Charlotte Brontë’s Shirley sees the titular heroine arrive in a northern mill town after coming into her inheritance, and coming into contact with the local mill owner Robert Moore and his tutor brother Louis. There are huge similarities in temperament and circumstances between Robert Moore and the mill owning John Thornton of North And South; both men seem outwardly to care purely for money and industry, paying scant regard to their workers and the appalling conditions they endure. When Thornton’s men go on strike he brings in Irish workers to take their places, whilst Robert Moore installs the latest machinery in his mill, leading to Luddite action and a pitched battle watched over by Shirley and Caroline. Illness also plays a striking part in both novels, with Caroline Helstone almost dying of tuberculosis in Shirley and in North And South we see Bessy Higgins die of byssinosis, a consumption-like disease of the lungs caused by the inhalation of cotton dust.
Industrial unrest, then, is at the heart of both novels, but surprisingly in both books the seemingly cold hearted and uncaring mill owner is also the love interest. It is testament to the power of both Elizabeth Gaskell and Charlotte Brontë as writers that we can witness the dispassionate attitude of the industrialists to their workers, and yet still be happy when their love story is fulfilled. They are fully rounded characters, and therefore like all human beings they are also complex, filled with weaknesses as well as strengths.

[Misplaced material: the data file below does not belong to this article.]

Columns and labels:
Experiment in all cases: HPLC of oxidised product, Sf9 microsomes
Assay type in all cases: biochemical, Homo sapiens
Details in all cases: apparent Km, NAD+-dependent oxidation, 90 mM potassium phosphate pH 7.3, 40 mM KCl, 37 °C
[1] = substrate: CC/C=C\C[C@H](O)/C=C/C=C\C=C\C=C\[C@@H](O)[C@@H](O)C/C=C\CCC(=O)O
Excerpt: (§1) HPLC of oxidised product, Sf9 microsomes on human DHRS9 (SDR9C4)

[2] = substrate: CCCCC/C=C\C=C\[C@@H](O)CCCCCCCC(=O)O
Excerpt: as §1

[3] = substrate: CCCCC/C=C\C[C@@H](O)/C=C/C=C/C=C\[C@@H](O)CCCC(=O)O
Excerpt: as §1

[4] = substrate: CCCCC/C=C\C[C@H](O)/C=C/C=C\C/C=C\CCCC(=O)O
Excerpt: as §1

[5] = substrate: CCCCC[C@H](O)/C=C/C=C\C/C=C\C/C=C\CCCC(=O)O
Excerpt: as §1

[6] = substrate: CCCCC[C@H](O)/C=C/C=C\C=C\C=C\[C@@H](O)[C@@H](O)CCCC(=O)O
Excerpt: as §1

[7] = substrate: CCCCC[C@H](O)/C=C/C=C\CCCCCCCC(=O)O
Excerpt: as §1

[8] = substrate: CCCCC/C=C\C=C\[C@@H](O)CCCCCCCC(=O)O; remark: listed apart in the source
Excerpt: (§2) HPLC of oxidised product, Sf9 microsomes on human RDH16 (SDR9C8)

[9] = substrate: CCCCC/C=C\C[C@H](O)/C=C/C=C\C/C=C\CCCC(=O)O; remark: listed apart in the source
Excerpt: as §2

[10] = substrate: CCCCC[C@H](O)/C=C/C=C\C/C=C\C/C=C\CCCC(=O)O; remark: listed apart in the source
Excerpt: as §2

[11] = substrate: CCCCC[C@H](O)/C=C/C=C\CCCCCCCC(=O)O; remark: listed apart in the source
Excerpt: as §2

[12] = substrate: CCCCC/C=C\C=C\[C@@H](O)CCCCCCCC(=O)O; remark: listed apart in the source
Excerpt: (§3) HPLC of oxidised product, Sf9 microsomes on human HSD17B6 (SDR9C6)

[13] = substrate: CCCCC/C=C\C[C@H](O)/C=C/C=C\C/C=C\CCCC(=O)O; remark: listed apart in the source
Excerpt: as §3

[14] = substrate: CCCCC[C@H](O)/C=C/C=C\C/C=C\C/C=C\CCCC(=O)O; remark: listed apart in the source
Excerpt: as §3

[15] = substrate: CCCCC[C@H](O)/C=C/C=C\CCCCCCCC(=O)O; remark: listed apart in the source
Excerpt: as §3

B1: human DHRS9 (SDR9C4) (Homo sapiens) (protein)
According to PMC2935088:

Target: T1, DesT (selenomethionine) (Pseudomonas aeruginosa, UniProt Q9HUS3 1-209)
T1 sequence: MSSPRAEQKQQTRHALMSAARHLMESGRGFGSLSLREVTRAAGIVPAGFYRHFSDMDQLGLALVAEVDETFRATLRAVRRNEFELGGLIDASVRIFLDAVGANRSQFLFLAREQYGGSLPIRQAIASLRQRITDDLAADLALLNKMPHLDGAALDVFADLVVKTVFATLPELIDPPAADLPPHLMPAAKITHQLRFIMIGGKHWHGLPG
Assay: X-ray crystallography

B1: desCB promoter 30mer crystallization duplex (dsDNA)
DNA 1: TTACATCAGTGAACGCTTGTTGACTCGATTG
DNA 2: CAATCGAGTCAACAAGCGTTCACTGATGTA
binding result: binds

At the time that Elizabeth was writing North And South her friendship with Charlotte was growing, and there can be no doubt that she was a great admirer of Shirley, and that it, and its writer, was at the forefront of her mind as she wrote the saga of Margaret Hale. Both stylistically and in regards to its subject it is close to Shirley, but perhaps the greatest sign of the influence of Charlotte’s novel can be found in the names within Elizabeth Gaskell’s masterpiece.
First, we have the name of the mill owner, Mr Thornton: Thornton as we know, and as Elizabeth certainly knew, was the birthplace of Charlotte Brontë. Next, we come to the village where Margaret Hale grew up before she became acquainted with Milton’s soot stained streets: Helstone. Whilst Charlotte’s second published novel is named after its character Shirley Keeldar, its true heroine (featuring across hundreds of pages before Shirley first appears) is Caroline Helstone. We also have the evidence of Margaret Hale’s godfather Mr Bell, the pen name used by Charlotte when writing Shirley.
North And South is not only a brilliant book, and a searing indictment of societal inequality in the nineteenth century, it is also a tribute by Elizabeth Gaskell to Charlotte Brontë. It certainly is a brilliant book however, and deserves to be read by all who love classic fiction. There’s also an excellent BBC adaptation from 2004 starring Daniela Denby-Ashe and Richard Armitage. Now, if only we could get the BBC to dramatise Shirley, or even Anne Brontë’s Agnes Grey! Whatever book you’re reading in the coming week, enjoy it and let the turn of the pages take your troubles away. Whether you’re in the north or south, I hope to see you here again next Sunday for another new Brontë blog post.